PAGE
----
In the software project I'm working on, we use certain 3rd party libraries which, sadly, produce annoying gcc warnings. We are striving to clean all code of warnings, and want to enable the treat-warnings-as-errors (-Werror) flag in GCC. Is there a way to make these 3rd party generated warnings, which we cannot fix, to disappear?

  • Greg - thanks, will do. Sam - g++ 4.1.2
    – Michael
    Jul 23, 2010 at 10:18

4 Answers 4


Use -isystem Example:

gcc -I./src/ -isystem /usr/include/boost/ -c file.c -o obj/file.o

With -isystem NO warning about boost :D

  • 4
    This is a much better solution than creating wrappers. Oct 11, 2012 at 9:39

If you're using CMake, you can achieve this by adding SYSTEM to include_directories:

include_directories(SYSTEM "${LIB_DIR}/Include")
  • 2
    I tested this under GCC and it works great, but it doesn't do anything under MSVC. Not unexpected because MSVC doesn't seem to have any way of specifying system header directories (i.e. GCC's -isystem), but something to keep in mind if you need MSVC support.
    – Kevin
    Jun 12, 2015 at 16:24
  • Doesn't seem to do anything for me on Xcode/Clang either.
    – winduptoy
    Jul 19, 2016 at 21:04
  • 1
    @Kevin: Microsoft appears to have addressed this finally, regarding to this blog post. You can now specify /external:I before an include. Using CMake, you can SET(CMAKE_INCLUDE_SYSTEM_FLAG_CXX "/external:I ") for MSVC > VS 15.6. You also might have to add /experimental:external to CMAKE_CXX_FLAGS. For earlier VS versions, you have to use pragmas, however.
    – Carsten
    Mar 24, 2019 at 11:40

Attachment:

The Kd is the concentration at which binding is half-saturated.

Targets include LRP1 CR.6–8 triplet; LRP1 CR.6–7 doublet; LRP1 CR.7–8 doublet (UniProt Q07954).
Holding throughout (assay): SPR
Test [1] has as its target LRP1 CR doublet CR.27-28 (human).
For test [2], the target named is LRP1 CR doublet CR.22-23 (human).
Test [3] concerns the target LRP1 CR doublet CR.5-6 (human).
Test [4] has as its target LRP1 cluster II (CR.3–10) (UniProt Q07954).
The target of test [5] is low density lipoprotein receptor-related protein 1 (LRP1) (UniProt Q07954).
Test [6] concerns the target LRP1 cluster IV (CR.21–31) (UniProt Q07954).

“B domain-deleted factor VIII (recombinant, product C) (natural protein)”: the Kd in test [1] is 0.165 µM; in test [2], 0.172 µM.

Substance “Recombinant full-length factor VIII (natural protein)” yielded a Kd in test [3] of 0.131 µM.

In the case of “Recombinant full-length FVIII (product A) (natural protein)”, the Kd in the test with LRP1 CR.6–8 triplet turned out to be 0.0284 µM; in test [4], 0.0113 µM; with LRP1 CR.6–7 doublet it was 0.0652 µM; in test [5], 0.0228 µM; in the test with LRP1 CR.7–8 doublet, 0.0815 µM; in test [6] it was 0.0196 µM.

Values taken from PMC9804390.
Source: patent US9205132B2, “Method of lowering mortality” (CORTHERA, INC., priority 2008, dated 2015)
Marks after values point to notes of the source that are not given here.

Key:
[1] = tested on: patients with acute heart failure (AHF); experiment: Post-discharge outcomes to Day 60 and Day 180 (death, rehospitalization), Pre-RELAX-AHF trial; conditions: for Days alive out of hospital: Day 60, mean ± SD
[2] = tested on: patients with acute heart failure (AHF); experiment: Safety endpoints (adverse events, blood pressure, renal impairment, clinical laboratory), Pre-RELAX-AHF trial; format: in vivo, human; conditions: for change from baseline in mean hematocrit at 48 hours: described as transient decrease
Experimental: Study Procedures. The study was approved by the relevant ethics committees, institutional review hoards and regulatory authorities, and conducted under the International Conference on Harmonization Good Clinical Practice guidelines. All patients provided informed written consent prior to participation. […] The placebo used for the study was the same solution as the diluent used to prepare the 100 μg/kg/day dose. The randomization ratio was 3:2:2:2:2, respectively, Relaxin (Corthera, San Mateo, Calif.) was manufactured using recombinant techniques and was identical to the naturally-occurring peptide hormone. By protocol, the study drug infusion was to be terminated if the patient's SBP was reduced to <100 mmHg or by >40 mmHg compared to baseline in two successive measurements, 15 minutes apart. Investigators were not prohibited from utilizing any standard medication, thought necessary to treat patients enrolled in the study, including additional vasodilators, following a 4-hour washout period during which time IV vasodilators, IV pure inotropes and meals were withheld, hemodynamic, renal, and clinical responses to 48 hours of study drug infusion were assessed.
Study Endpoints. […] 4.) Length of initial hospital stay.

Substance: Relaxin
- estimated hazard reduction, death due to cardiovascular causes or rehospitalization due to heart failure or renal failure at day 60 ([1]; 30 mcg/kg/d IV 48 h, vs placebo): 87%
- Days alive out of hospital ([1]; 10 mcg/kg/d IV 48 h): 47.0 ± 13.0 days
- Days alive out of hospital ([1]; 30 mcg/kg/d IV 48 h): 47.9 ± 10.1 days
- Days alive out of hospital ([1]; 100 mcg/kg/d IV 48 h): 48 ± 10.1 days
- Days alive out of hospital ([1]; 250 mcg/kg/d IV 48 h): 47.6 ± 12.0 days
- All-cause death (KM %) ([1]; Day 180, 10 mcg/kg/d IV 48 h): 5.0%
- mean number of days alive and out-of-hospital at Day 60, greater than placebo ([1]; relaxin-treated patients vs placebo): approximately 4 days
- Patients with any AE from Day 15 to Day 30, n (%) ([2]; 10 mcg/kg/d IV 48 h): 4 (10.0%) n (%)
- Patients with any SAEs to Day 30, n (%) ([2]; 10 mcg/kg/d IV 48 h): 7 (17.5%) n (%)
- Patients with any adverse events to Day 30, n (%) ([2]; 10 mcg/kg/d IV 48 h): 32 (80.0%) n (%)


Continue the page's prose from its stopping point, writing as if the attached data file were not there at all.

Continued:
I presume you are talking about the warnings coming from the 3rd party library headers.

The GCC specific solution would be to create another wrapper header file which has essentially the two lines:

#pragma GCC system_header
#include "real_3rd_party_header.h"

And use the wrapper instead of the original 3rd party header.

Check another SO response detailing the pragma. It essentially tells GCC that this (with recursively included files) is a system header, and no warning messages should be generated.

Otherwise, I'm not aware how one can disable warnings coming from the 3rd party code. Except by the brute force of course: in the build system configure the files to be built with warnings off.



Example 1: A third-party header file. A library header file that you cannot change could contain a construct that causes (probably benign) warnings. Then wrap the file with your own version that #includes the original header and selectively turns off the noisy warnings for that scope only, and then #include your wrapper throughout the rest of your project.

Not the answer you're looking for? Browse other questions tagged or ask your own question.